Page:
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This chapter provides a brief review of some large sample frequentist properties of nonparametric Bayesian procedures. The review is not comprehensive, but rather, is meant to give a simple, heuristic introduction to some of the main concepts. We mainly focus on consistency but we touch on a few other issues as well. 1 Introduction Nonparametric Bayesian procedures present a paradox in the Bayesian paradigm. On the one hand, they are most useful when we don't have precise information. On the other hand, they require huge amounts of prior information because nonparametric procedures involve high dimensional if not infinite dimensional parameter spaces. The usual hope that the data will dominate the prior was dashed by Freedman (1963, 1965) and then Diaconis and Freedman (1986) who showed that putting mass in weak neighborhoods the true distribution does not guarantee that the posterior accumulates in weak neighborhoods. Interest in properties like consistency derive from our desire tha...
Consistency Of The Bic Order Estimator
, 1999
"... . We announce two results on the problem of estimating the order of a Markov chain from observation of a sample path. First is that the Bayesian Information Criterion (BIC) leads to an almost surely consistent estimator. Second is that the Bayesian minimum description length estimator, of which the ..."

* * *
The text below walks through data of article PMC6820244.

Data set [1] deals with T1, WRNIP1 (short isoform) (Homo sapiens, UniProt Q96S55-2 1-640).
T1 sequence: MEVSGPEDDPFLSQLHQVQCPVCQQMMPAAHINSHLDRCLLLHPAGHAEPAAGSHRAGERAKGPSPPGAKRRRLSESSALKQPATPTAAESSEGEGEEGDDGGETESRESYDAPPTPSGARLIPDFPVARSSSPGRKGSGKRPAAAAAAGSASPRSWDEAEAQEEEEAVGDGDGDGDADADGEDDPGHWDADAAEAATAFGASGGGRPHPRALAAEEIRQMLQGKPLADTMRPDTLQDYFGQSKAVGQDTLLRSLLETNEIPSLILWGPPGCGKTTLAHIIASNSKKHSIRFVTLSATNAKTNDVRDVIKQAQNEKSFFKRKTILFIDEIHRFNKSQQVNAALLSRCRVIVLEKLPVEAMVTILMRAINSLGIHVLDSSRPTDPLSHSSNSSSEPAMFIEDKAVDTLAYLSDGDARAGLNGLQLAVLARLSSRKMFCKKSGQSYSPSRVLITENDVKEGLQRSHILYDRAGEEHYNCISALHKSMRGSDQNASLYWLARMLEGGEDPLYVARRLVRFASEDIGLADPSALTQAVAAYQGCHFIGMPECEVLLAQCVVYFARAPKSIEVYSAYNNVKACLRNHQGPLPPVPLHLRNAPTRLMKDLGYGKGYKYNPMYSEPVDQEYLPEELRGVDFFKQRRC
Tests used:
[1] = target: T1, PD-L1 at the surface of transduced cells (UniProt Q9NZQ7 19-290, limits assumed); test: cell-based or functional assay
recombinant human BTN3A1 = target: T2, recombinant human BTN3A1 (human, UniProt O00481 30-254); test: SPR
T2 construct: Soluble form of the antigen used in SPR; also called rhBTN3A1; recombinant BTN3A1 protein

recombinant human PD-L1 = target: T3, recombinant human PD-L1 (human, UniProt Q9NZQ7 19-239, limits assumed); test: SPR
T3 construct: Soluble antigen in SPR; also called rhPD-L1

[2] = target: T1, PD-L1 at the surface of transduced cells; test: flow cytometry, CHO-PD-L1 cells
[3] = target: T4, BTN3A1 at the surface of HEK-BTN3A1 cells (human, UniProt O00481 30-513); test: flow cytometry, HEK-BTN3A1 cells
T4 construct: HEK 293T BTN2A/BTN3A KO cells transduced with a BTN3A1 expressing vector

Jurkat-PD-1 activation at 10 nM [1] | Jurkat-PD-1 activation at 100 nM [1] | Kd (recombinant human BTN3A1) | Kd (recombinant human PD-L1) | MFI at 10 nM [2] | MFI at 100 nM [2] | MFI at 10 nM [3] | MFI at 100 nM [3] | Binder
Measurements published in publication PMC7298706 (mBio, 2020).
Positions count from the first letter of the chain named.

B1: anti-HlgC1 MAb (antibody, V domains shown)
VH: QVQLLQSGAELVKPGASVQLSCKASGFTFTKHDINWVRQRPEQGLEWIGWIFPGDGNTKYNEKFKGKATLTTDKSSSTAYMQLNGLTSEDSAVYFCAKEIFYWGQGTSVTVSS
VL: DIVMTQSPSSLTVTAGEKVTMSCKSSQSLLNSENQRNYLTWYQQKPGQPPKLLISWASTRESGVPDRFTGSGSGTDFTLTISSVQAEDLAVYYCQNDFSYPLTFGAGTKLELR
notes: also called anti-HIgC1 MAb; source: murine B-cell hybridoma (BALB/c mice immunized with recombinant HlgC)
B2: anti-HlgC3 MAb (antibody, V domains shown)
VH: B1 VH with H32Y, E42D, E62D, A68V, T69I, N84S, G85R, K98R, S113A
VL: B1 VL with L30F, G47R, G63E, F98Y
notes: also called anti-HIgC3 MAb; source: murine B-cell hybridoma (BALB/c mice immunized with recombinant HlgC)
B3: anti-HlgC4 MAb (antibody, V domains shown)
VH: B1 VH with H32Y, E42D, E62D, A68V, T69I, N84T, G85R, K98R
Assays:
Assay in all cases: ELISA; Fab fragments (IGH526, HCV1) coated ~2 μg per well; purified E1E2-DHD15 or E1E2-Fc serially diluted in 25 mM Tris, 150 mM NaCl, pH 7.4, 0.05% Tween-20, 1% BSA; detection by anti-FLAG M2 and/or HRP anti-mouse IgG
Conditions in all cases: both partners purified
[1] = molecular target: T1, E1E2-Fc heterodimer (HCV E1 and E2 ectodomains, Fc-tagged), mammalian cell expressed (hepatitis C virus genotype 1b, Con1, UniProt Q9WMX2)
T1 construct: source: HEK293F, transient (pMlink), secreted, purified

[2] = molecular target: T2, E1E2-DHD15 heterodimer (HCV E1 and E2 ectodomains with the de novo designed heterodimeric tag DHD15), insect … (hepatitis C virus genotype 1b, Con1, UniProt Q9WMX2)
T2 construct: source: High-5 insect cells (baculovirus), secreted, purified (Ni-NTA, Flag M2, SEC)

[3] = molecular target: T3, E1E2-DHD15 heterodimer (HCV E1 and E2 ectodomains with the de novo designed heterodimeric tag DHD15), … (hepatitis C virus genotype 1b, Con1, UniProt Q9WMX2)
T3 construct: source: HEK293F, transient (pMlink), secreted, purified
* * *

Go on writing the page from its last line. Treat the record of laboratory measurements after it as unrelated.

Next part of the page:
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. We announce two results on the problem of estimating the order of a Markov chain from observation of a sample path. First is that the Bayesian Information Criterion (BIC) leads to an almost surely consistent estimator. Second is that the Bayesian minimum description length estimator, of which the BIC estimator is an approximation, fails to be consistent for the uniformly distributed i.i.d. process. A key tool is a strong ratiotypicality result for empirical kblock distributions. Complete proofs are given in the authors' article to appear in The Annals of Statistics. 1. Introduction Let M k denote the class of Markov chains of order at most k, with values drawn from a finite set A, and let M = S 1 k=0 M k . An important problem is to estimate the order of a Markov chain from observation of a finite sample path. A popular method is the socalled Bayesian Information Criterion (BIC), first introduced by Schwarz, [12], which gives the estimator defined by k BIC = k BIC (x n 1 ) ...